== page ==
Loss Ring Fencing
If enacted, the new loss ring-fencing rules will come into play from 1 April 2019 for negatively geared rental properties. This has been introduced in order to close the perceived ‘loopholes’ that allows highly geared investors to offset their rental loss against their other income.
The government hopes that the rules will take some ‘heat’ out of the property market by levelling the playing field between property investors/speculators and home buyers, and make for a fairer revenue system.
The proposed rules will limit the amount of deductions related to residential rental properties to the amount of residential property income derived in a year. Ring-fenced rental losses will only be able to be offset against;
· Rental income from future years (from any property) or
· Taxable income from the sale of any residential land through the bright-line test.
The new rules are directly aimed at ‘residential land’ which is defined as land that has a dwelling or land for which the owner has an arrangement to erect a dwelling. Importantly ‘residential land’ excludes land that I predominately used for business and farmland.
The main exclusions to the ring-fencing rules will be;
1. Main home exclusion - Even if the main home generates residential rental income during the year, if it is predominately used (more than 50% of the year) as your main home it will fall outside the rules.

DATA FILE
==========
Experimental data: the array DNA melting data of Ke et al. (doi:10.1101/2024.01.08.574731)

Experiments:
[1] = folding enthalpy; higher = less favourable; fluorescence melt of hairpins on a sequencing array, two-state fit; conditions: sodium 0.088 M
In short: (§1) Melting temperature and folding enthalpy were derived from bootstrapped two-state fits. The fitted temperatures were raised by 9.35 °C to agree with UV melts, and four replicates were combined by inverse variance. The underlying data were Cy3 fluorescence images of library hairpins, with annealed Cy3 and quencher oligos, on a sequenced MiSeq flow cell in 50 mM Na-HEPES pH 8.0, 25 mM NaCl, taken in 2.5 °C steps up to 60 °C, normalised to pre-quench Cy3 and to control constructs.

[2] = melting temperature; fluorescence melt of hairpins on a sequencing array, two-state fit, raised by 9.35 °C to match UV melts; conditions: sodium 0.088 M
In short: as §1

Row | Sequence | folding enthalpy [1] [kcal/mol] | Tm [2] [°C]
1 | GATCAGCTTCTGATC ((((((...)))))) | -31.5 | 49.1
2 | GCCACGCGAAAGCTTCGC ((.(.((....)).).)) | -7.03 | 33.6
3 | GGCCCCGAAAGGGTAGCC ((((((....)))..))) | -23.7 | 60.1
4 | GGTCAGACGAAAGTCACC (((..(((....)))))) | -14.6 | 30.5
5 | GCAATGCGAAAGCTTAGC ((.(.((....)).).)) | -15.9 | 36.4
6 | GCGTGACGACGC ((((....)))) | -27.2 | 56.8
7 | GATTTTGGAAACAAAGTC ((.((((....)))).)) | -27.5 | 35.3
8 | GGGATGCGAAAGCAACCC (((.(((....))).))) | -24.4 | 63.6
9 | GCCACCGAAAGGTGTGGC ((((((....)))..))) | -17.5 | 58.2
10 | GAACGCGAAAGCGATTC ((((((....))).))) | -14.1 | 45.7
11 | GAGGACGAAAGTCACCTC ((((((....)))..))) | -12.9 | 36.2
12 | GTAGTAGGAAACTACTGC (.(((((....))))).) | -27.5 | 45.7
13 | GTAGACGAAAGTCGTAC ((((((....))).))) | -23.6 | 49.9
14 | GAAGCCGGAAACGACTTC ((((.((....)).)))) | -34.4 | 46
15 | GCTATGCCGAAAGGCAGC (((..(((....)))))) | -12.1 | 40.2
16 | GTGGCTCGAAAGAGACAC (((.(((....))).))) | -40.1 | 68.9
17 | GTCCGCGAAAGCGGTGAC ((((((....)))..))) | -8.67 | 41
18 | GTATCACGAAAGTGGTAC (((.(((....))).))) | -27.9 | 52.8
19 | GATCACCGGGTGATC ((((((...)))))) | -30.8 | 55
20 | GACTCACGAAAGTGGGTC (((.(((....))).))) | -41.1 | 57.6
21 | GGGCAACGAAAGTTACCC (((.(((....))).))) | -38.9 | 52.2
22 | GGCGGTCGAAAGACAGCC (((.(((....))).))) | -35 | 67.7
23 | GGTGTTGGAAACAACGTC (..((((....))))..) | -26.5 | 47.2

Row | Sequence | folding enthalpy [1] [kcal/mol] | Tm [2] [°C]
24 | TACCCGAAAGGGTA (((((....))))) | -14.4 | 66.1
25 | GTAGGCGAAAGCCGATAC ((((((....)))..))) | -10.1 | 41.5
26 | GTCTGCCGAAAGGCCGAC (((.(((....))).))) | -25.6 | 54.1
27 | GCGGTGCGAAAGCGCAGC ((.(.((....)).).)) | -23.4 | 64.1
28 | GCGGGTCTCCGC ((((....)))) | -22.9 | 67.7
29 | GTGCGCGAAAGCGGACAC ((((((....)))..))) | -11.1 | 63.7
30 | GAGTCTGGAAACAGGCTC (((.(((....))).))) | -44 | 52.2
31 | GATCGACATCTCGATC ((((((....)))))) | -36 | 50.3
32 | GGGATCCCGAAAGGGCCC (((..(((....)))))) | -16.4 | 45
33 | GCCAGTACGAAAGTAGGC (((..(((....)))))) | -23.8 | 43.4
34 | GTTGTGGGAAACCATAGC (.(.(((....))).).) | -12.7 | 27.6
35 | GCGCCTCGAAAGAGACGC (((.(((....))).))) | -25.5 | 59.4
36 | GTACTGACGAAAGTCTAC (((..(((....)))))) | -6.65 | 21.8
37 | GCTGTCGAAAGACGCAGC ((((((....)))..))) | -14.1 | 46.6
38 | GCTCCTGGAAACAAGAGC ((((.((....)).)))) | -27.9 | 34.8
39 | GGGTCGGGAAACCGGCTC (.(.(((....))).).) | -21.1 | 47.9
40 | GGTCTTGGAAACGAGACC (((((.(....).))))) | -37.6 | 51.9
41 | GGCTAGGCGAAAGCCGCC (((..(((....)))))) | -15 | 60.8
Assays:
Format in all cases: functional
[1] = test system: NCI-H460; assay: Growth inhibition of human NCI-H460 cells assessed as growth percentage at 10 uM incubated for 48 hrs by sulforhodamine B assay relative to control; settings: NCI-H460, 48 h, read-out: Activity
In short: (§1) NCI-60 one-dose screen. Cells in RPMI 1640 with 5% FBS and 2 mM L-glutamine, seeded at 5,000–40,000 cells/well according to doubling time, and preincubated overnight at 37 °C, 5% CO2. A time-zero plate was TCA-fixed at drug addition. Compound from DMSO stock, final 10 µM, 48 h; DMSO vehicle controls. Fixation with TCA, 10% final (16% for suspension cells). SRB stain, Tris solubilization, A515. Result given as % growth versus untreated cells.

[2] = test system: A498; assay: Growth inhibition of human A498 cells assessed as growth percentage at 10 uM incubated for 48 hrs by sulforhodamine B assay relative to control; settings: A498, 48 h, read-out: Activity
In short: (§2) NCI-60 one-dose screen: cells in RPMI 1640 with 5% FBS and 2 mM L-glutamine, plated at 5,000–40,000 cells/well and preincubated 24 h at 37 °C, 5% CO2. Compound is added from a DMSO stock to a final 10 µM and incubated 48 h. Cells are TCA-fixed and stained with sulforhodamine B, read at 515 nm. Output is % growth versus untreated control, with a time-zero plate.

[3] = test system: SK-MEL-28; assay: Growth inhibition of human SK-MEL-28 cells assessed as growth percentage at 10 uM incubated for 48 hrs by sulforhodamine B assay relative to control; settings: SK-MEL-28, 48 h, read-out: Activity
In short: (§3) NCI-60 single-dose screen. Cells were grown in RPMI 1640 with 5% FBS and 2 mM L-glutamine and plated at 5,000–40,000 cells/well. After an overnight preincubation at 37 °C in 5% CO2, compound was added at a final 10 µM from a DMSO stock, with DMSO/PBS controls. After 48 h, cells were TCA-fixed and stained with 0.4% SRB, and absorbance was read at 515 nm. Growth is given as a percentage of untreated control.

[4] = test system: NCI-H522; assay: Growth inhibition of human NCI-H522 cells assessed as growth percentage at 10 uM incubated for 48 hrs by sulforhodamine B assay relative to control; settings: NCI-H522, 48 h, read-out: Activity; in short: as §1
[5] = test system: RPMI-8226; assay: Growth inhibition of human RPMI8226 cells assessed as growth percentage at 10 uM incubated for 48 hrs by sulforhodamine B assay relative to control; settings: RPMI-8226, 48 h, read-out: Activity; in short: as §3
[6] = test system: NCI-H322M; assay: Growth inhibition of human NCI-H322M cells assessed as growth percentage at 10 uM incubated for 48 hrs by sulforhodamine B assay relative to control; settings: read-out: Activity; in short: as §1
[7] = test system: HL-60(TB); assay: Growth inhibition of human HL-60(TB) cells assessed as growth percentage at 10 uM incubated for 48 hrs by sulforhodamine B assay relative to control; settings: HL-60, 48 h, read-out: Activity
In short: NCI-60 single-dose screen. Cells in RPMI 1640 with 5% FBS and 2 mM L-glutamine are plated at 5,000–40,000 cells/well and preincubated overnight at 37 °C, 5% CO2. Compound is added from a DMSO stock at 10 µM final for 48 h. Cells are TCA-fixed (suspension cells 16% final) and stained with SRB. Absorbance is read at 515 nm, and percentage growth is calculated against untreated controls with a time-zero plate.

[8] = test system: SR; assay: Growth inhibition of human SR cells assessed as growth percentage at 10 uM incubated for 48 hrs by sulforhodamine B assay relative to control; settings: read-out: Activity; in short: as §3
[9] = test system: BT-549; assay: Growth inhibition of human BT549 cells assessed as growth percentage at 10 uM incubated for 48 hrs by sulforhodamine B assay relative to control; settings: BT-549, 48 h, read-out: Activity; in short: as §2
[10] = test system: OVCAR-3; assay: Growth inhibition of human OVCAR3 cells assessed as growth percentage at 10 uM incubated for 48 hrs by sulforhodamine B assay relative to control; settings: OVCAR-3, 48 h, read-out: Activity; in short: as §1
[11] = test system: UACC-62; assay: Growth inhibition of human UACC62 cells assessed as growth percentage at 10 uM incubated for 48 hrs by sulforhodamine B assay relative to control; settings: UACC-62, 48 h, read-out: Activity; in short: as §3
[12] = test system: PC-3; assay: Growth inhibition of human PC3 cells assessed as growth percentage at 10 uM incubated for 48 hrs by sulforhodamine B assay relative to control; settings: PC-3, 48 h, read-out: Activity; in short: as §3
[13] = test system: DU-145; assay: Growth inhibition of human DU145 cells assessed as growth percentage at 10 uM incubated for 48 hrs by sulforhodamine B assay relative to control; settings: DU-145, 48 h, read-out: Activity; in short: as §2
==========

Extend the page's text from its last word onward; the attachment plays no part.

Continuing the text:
2. Properties subject to the mixed-use asset rules – Holiday homes that are used both as short-term rentals and for private use by the owners are excluded as the mixed-use asset rules already contain a similar loss quarantining provisions.
3. Properties held on revenue account – land that is held in a land-related business (that is, a business of land dealing, development of land, division of land, or building) are excluded because the proceeds from sale are already taxable.
The landscape is certainly changing for residential property investors, these new rules along with the bright-line test extension to five years and the foreign buyer ban will certainly reduce the appeal of residential property investment. We also have a capital gains tax looming which would likely make all residential rental properties taxable on disposal, in which case these ring-fencing rules would almost certainly need to be revisited.
As a consequence of all these new rules, investors will no doubt where possible look to restructure their business interests and it certainly has the potential to drive speculation from residential property and into commercial property where losses will not be ringfenced and the brightline rules do not apply.